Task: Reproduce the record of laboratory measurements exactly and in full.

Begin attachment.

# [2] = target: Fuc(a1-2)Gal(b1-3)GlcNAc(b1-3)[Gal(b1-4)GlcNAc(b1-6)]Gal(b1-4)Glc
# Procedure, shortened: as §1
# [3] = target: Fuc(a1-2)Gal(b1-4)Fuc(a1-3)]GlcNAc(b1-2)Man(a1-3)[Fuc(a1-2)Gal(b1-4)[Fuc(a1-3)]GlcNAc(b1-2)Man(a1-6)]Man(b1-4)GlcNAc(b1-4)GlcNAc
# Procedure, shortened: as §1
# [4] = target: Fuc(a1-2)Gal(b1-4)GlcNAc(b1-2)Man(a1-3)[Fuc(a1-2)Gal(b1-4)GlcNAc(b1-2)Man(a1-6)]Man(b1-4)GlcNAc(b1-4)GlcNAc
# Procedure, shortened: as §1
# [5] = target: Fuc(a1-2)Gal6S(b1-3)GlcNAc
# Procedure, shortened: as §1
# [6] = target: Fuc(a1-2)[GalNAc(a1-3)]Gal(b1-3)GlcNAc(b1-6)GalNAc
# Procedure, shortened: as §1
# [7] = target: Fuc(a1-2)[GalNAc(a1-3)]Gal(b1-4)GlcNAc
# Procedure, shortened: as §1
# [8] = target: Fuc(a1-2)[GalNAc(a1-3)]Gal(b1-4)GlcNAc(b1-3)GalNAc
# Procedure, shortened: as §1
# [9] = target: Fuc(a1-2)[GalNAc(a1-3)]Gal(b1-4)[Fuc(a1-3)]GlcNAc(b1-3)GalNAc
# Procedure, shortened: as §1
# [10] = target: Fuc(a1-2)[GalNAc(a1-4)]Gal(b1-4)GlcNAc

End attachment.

# [2] = target: Fuc(a1-2)Gal(b1-3)GlcNAc(b1-3)[Gal(b1-4)GlcNAc(b1-6)]Gal(b1-4)Glc
# Procedure, shortened: as §1
# [3] = target: Fuc(a1-2)Gal(b1-4)Fuc(a1-3)]GlcNAc(b1-2)Man(a1-3)[Fuc(a1-2)Gal(b1-4)[Fuc(a1-3)]GlcNAc(b1-2)Man(a1-6)]Man(b1-4)GlcNAc(b1-4)GlcNAc
# Procedure, shortened: as §1
# [4] = target: Fuc(a1-2)Gal(b1-4)GlcNAc(b1-2)Man(a1-3)[Fuc(a1-2)Gal(b1-4)GlcNAc(b1-2)Man(a1-6)]Man(b1-4)GlcNAc(b1-4)GlcNAc
# Procedure, shortened: as §1
# [5] = target: Fuc(a1-2)Gal6S(b1-3)GlcNAc
# Procedure, shortened: as §1
# [6] = target: Fuc(a1-2)[GalNAc(a1-3)]Gal(b1-3)GlcNAc(b1-6)GalNAc
# Procedure, shortened: as §1
# [7] = target: Fuc(a1-2)[GalNAc(a1-3)]Gal(b1-4)GlcNAc
# Procedure, shortened: as §1
# [8] = target: Fuc(a1-2)[GalNAc(a1-3)]Gal(b1-4)GlcNAc(b1-3)GalNAc
# Procedure, shortened: as §1
# [9] = target: Fuc(a1-2)[GalNAc(a1-3)]Gal(b1-4)[Fuc(a1-3)]GlcNAc(b1-3)GalNAc
# Procedure, shortened: as §1
# [10] = target: Fuc(a1-2)[GalNAc(a1-4)]Gal(b1-4)GlcNAc